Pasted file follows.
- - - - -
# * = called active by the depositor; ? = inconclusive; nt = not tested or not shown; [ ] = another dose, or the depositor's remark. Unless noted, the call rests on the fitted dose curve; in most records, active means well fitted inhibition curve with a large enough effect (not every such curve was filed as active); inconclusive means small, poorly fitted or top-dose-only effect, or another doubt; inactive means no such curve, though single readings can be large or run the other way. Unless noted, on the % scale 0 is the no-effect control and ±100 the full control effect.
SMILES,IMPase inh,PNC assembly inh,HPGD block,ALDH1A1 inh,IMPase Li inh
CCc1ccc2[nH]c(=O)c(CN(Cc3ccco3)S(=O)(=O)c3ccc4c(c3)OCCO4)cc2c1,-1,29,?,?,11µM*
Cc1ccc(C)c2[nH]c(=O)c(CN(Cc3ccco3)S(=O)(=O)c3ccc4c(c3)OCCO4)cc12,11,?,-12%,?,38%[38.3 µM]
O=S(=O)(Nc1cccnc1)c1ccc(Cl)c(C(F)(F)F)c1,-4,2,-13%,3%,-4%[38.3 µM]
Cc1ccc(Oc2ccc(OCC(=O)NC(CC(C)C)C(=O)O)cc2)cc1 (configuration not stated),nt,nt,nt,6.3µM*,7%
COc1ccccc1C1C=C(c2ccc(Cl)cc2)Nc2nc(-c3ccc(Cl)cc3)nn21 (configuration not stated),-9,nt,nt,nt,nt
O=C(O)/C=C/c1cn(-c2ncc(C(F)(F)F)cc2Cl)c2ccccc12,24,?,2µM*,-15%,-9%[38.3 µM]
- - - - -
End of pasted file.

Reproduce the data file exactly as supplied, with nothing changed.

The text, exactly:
# * = called active by the depositor; ? = inconclusive; nt = not tested or not shown; [ ] = another dose, or the depositor's remark. Unless noted, the call rests on the fitted dose curve; in most records, active means well fitted inhibition curve with a large enough effect (not every such curve was filed as active); inconclusive means small, poorly fitted or top-dose-only effect, or another doubt; inactive means no such curve, though single readings can be large or run the other way. Unless noted, on the % scale 0 is the no-effect control and ±100 the full control effect.
SMILES,IMPase inh,PNC assembly inh,HPGD block,ALDH1A1 inh,IMPase Li inh
CCc1ccc2[nH]c(=O)c(CN(Cc3ccco3)S(=O)(=O)c3ccc4c(c3)OCCO4)cc2c1,-1,29,?,?,11µM*
Cc1ccc(C)c2[nH]c(=O)c(CN(Cc3ccco3)S(=O)(=O)c3ccc4c(c3)OCCO4)cc12,11,?,-12%,?,38%[38.3 µM]
O=S(=O)(Nc1cccnc1)c1ccc(Cl)c(C(F)(F)F)c1,-4,2,-13%,3%,-4%[38.3 µM]
Cc1ccc(Oc2ccc(OCC(=O)NC(CC(C)C)C(=O)O)cc2)cc1 (configuration not stated),nt,nt,nt,6.3µM*,7%
COc1ccccc1C1C=C(c2ccc(Cl)cc2)Nc2nc(-c3ccc(Cl)cc3)nn21 (configuration not stated),-9,nt,nt,nt,nt
O=C(O)/C=C/c1cn(-c2ncc(C(F)(F)F)cc2Cl)c2ccccc12,24,?,2µM*,-15%,-9%[38.3 µM]